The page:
· A confidentiality policy protecting information of patients, coworkers and other employees in addition to confidential or proprietary information about the employer or the employer’s finances, business strategy, or any other information that has not been publicly released by the employer. General Counsel Robb stated this policy was lawful as it would not be reasonably read to prohibit employees from engaging in Section 7 rights to discuss wages or working conditions.
These Advice Memoranda are a breath of fresh air. New General Counsel Peter Robb is bringing back common sense when reviewing employer handbook policies. Employers have a right to maintain civility in the workplace.
Kentucky Right-To-Work Law is Constitutional
The Supreme Court of Kentucky rejected constitutional challenges to its right-to-work law by a local union and the State AFLCIO. The Court noted that Section 14(b) of the Taft Hartley Act expressly permits states to pass right-to-work laws. The law had a rational basis because the legislature could clearly make a policy decision that the law might result in more jobs and benefit the overall economic climate of Kentucky.
The Court noted that law applied to all employers and all employees, both public and private. It was clearly legitimate for the state legislature to promote economic development, promote job growth, and to remove Kentucky’s economic disadvantages in competing with neighboring states.
Union Information Request is not Valid
The NLRB’s Division of Advice recently opined that an Employer was required to answer a union’s information request about how a company would spend its corporate tax savings from the 2017 Tax Cuts and Jobs Act (“TCJA”). The union stated its purpose for the request was to prepare for bargaining and “to ensure the tax cut raises wages and stops the offshoring of jobs.” The Employer refused to provide the information.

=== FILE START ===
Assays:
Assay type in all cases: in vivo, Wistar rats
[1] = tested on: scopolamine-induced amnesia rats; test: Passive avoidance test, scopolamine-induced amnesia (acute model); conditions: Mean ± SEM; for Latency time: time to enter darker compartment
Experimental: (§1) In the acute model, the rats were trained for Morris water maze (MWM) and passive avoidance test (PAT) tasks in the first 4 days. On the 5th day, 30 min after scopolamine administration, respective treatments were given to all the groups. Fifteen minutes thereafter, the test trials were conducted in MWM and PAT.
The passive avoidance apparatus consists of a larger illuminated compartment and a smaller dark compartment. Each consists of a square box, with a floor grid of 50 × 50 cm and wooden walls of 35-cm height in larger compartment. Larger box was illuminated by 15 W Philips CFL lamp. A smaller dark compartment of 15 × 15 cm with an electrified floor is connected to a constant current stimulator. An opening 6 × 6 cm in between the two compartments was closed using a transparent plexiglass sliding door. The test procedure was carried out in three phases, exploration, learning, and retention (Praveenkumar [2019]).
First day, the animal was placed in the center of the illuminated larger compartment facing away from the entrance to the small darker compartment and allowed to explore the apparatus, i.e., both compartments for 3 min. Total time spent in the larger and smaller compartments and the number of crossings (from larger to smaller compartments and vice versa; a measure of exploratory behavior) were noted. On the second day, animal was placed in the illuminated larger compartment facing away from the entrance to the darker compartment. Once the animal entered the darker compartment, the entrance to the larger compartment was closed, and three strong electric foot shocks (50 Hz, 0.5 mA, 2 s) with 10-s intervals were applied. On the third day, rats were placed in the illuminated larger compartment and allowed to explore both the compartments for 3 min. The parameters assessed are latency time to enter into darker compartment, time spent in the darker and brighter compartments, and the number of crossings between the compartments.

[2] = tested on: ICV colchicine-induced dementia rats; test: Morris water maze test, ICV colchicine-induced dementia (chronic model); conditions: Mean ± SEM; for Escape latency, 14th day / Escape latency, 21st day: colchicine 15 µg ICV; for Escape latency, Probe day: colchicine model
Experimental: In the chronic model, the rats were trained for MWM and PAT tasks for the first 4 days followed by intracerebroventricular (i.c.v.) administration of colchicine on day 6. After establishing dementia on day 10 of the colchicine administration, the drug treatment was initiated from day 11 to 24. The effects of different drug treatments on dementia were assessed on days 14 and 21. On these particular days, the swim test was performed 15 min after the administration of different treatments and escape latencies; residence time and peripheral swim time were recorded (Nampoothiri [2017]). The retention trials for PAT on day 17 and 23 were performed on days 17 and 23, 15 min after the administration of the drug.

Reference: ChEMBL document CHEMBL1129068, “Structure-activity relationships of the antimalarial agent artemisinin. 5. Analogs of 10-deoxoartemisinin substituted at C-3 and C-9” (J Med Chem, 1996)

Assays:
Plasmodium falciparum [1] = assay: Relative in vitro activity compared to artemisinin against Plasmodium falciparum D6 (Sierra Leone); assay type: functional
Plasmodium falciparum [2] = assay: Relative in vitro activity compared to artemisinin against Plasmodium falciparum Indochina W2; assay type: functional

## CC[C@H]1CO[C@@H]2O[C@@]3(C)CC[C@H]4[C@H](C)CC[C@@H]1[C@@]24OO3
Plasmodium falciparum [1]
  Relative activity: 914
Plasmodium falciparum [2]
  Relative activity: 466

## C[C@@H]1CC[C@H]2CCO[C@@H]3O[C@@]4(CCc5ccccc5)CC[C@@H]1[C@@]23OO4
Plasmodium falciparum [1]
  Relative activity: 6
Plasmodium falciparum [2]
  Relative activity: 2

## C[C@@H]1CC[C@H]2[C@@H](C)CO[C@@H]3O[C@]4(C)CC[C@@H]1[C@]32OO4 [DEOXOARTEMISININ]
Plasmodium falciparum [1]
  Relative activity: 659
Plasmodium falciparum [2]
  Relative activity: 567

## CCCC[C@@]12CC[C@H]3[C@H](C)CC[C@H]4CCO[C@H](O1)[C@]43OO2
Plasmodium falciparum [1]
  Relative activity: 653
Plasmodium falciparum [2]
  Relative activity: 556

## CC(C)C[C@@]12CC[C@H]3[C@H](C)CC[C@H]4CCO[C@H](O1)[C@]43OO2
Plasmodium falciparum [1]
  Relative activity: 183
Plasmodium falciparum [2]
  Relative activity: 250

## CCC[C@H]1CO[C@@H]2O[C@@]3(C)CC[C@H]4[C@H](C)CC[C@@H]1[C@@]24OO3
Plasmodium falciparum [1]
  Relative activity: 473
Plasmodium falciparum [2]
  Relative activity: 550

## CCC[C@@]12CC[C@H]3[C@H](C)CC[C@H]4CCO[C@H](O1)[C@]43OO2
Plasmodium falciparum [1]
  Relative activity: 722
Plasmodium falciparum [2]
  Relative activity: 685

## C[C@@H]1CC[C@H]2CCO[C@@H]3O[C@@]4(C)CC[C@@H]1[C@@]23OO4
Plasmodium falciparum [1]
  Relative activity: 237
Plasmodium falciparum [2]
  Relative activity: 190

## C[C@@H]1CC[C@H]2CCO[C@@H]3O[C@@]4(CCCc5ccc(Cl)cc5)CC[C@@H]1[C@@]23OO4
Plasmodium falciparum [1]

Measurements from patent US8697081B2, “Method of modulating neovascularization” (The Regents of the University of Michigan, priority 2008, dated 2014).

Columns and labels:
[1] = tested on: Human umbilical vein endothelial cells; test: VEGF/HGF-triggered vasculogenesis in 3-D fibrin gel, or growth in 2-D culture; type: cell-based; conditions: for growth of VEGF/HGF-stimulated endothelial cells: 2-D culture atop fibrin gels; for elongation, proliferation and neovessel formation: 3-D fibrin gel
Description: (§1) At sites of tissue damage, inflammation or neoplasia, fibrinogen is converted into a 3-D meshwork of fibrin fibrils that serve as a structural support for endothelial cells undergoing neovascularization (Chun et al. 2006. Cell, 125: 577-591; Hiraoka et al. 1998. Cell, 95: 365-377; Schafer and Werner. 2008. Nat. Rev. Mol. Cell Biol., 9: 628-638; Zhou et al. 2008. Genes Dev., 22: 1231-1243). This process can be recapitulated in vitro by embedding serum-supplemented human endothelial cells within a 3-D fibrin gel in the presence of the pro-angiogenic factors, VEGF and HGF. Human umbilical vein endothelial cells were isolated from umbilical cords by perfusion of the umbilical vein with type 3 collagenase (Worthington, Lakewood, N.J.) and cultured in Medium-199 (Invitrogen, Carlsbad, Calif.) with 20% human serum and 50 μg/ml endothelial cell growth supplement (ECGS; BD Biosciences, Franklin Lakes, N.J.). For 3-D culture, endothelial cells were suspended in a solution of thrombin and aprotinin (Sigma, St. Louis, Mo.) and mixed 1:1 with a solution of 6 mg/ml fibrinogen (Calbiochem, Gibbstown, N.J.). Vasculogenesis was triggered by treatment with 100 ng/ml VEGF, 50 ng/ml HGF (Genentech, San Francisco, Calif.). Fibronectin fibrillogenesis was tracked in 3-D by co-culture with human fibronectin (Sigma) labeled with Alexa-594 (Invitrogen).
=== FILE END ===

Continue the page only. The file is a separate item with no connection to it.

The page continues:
The NLRB decided there was no duty to provide the information because “the Union has failed to identify any provision in the TCJA obligating the Employer to spend its tax savings toward the union’s preferred objectives.” The NLRB concluded that how the Employer chose to spend its tax savings was an entrepreneurial decision.
The NLRB also rejected the union’s second argument that it needed the information to bargain about business and 401k matches. The union failed to show the information was reasonably necessary to frame or support any union bargaining proposals.
Illegal Actions are not Protected by Title VII
Suppose one of your employees filed a charge of discrimination with the EEOC. Suppose further that the employee, to support the charge, without authorization, copies confidential personnel files and gives them to the EEOC. When you learn about this, you fire the employee for violating your confidentiality policy. The employee then files a new charge, claiming retaliation for her protected activity of gathering evidence to support the original charge.
In a recent case, the U.S. Court of Appeals for the 4th Circuit ruled against the employee’s retaliation claim. It concluded that the employee violated a state law by “knowingly and willingly examining, removing, or copying any portion of a confidential personnel file” without authorized access. The Court stated that the illegal actions do not constitute protected activity under Title VII. Further, “it was loath” to provide employees an incentive to rummage through confidential files looking for evidence.